The Indian Arts and Crafts Board: The Pomo Indian Women’s Club

September 21, 2015

Susie Billy (Hopland Band Pomo/Kashaya Pomo, ca. 1885–1968), basket bowl. 1950–52, Hopland Reservation, Mendocino County, California. Willow, quail feathers, mallard duck feathers, woodpecker feathers, shell beads, cotton string; 7.8 x 15.6 cm. Purchased from Elsie Allen (Pomo, 1899–1990) by Indian Arts and Crafts Board representatives in 1952. Indian Arts and Crafts Board Collection, Department of the Interior, at the National Museum of the American Indian, Smithsonian Institution. NMAI 26/0

The Indian Arts and Crafts Board (IACB) Collection has few artworks from California, especially basketry. The agency did purchase nine baskets in 1952 from the Pomo Indian Women’s Club. The baskets are from Karuk, Mono, Pomo, Washoe, and Yurok basket makers. Two of the nine baskets are missing and were not transferred to the National Museum of the American Indian in 2000. 

Renowned Pomo basket maker Susie Billy (ca. 1885–1968) made this feather basket in the early 1950s and included the following information: “The feather basket I am sending is a round basket 7 inches across on top… . The material used is white willow reed which is gathered in fall of the year when the willow is in a dormant stage… . The green feathers are male mallard duck head feather, the red feathers are wood chuck head feather … the cream-colored feathers are wood chuck throat feather… . The bead is made by hand work out of Washington clam …  and on the end of the hanging bead is abalone shell … .”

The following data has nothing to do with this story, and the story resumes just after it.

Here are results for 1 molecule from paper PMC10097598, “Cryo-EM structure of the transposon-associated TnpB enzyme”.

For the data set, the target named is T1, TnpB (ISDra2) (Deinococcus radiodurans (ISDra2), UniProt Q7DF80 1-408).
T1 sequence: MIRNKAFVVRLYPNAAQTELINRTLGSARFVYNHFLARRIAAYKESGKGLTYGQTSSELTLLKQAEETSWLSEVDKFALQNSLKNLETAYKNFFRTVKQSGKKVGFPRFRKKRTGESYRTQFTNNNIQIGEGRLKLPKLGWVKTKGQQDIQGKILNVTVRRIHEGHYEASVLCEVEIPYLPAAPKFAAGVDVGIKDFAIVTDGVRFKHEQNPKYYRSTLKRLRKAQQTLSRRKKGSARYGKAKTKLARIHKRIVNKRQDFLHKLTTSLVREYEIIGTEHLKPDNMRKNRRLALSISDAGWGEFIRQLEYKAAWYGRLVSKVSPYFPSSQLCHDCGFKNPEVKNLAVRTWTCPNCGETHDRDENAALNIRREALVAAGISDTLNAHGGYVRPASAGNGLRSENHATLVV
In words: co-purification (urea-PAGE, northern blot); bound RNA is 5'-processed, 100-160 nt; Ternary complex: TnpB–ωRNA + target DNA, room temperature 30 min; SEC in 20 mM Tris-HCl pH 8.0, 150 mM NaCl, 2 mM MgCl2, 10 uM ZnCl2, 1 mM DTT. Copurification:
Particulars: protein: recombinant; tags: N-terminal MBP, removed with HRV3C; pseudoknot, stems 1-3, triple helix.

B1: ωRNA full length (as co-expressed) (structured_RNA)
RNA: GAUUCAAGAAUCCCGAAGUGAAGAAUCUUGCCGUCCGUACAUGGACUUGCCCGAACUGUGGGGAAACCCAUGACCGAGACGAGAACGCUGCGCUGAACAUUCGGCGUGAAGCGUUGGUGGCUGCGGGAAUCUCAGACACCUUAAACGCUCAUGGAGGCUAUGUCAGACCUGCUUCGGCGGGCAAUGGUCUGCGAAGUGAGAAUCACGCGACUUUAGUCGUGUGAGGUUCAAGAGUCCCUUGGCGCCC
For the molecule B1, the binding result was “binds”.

The Pomo Indian Women’s Club of Ukiah, California—originally called the Pomo Mothers Club—operated from 1940 to 1957. It brought together basket makers in a social setting while establishing fair prices for their work. The club also became a vehicle for educational and cultural outreach, countering anti-Indian discrimination in California. In many towns in the state, Native children could not attend school with white children, and there were segregated movie theaters and restaurants (see, for example, the lawsuits brought forth by Steven Knight [Yokayo] in Mendocino County). 

The Pomo Indian Women’s Club held displays and exhibitions of California Indian basketry. At these events, the members would demonstrate basketry, answer questions, and explain Pomo culture. In 1943, the club mounted the exhibition Contemporary Basketry of the Pomo Indians of California at the San Francisco Museum of Art (now the San Francisco Museum of Modern Art). 

The IACB added the club to its published directory of Native arts and crafts associations, but the basket makers couldn’t keep up with the demand for their work. In 1955, basket maker and club treasurer Elsie Allen wrote to the board to say, “Our weavers are very few. We cannot meet the order. Please cancel the Pomo Women’s Club [from the] list.”

More information about the Pomo Indian Women’s Club can be found in Remember Your Relations: The Elsie Allen Baskets, Family and Friends by Susan Abel–Vidor, Dot Brovarney, and Susan Billy (Heyday Books). An excerpt from a 1980 interview with Elsie Allen is available online courtesy of the Ya-Ka-Ama Media Project.

Susie Billy’s description of her basket and Elsie Allen’s note to the IACB are from documentation that accompanied the Pomo Indian Women’s Club baskets when they were transferred to the museum.

—Anya Montiel

This fall, Anya Montiel, American Studies doctoral candidate, is a curatorial fellow at the Smithsonian’s National Museum of the American Indian (NMAI) in Washington, DC. She is working with the records of the Indian Arts and Crafts Board (IACB) Headquarters Collection, a 6300-item art collection transferred to the museum in 2000. Her dissertation is on the IACB, and the fellowship allows her to research the agency’s art collection which was used for traveling exhibitions across the United States.
As part of the main NMAI blog, Anya writes a blog post every week about an artwork within the collection and the story behind it. She sees it as a way to educate people about the IACB and to showcase items which may never go on exhibit.